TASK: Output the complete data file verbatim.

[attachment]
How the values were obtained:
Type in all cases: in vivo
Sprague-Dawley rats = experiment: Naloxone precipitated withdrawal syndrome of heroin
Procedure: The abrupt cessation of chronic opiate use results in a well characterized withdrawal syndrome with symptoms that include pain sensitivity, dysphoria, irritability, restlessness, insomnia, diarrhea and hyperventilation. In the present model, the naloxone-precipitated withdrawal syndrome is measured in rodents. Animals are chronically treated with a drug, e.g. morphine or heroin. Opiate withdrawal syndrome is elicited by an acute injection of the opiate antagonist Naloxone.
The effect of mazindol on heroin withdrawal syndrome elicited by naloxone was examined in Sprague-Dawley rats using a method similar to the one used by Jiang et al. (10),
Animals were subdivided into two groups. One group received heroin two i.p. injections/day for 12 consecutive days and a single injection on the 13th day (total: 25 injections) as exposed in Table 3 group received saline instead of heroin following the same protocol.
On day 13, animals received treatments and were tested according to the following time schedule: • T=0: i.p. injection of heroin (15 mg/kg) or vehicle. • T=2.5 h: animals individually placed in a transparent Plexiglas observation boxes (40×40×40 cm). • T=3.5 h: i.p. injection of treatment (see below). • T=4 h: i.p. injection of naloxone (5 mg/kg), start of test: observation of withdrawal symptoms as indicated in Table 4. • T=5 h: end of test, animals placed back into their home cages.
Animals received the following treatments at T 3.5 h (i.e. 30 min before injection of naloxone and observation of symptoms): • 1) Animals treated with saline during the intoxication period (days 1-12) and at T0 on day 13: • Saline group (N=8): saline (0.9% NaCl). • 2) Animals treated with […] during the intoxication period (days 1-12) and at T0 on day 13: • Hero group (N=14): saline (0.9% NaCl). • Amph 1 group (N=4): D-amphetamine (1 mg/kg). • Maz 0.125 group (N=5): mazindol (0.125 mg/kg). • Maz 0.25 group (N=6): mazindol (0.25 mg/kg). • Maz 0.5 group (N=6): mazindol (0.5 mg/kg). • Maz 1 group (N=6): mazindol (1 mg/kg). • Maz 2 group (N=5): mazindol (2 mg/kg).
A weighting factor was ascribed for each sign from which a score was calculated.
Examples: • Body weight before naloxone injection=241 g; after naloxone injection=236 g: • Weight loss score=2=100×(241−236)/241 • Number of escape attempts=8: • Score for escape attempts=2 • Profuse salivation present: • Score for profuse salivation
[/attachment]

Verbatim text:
How the values were obtained:
Type in all cases: in vivo
Sprague-Dawley rats = experiment: Naloxone precipitated withdrawal syndrome of heroin
Procedure: The abrupt cessation of chronic opiate use results in a well characterized withdrawal syndrome with symptoms that include pain sensitivity, dysphoria, irritability, restlessness, insomnia, diarrhea and hyperventilation. In the present model, the naloxone-precipitated withdrawal syndrome is measured in rodents. Animals are chronically treated with a drug, e.g. morphine or heroin. Opiate withdrawal syndrome is elicited by an acute injection of the opiate antagonist Naloxone.
The effect of mazindol on heroin withdrawal syndrome elicited by naloxone was examined in Sprague-Dawley rats using a method similar to the one used by Jiang et al. (10),
Animals were subdivided into two groups. One group received heroin two i.p. injections/day for 12 consecutive days and a single injection on the 13th day (total: 25 injections) as exposed in Table 3 group received saline instead of heroin following the same protocol.
On day 13, animals received treatments and were tested according to the following time schedule: • T=0: i.p. injection of heroin (15 mg/kg) or vehicle. • T=2.5 h: animals individually placed in a transparent Plexiglas observation boxes (40×40×40 cm). • T=3.5 h: i.p. injection of treatment (see below). • T=4 h: i.p. injection of naloxone (5 mg/kg), start of test: observation of withdrawal symptoms as indicated in Table 4. • T=5 h: end of test, animals placed back into their home cages.
Animals received the following treatments at T 3.5 h (i.e. 30 min before injection of naloxone and observation of symptoms): • 1) Animals treated with saline during the intoxication period (days 1-12) and at T0 on day 13: • Saline group (N=8): saline (0.9% NaCl). • 2) Animals treated with […] during the intoxication period (days 1-12) and at T0 on day 13: • Hero group (N=14): saline (0.9% NaCl). • Amph 1 group (N=4): D-amphetamine (1 mg/kg). • Maz 0.125 group (N=5): mazindol (0.125 mg/kg). • Maz 0.25 group (N=6): mazindol (0.25 mg/kg). • Maz 0.5 group (N=6): mazindol (0.5 mg/kg). • Maz 1 group (N=6): mazindol (1 mg/kg). • Maz 2 group (N=5): mazindol (2 mg/kg).
A weighting factor was ascribed for each sign from which a score was calculated.
Examples: • Body weight before naloxone injection=241 g; after naloxone injection=236 g: • Weight loss score=2=100×(241−236)/241 • Number of escape attempts=8: • Score for escape attempts=2 • Profuse salivation present: • Score for profuse salivation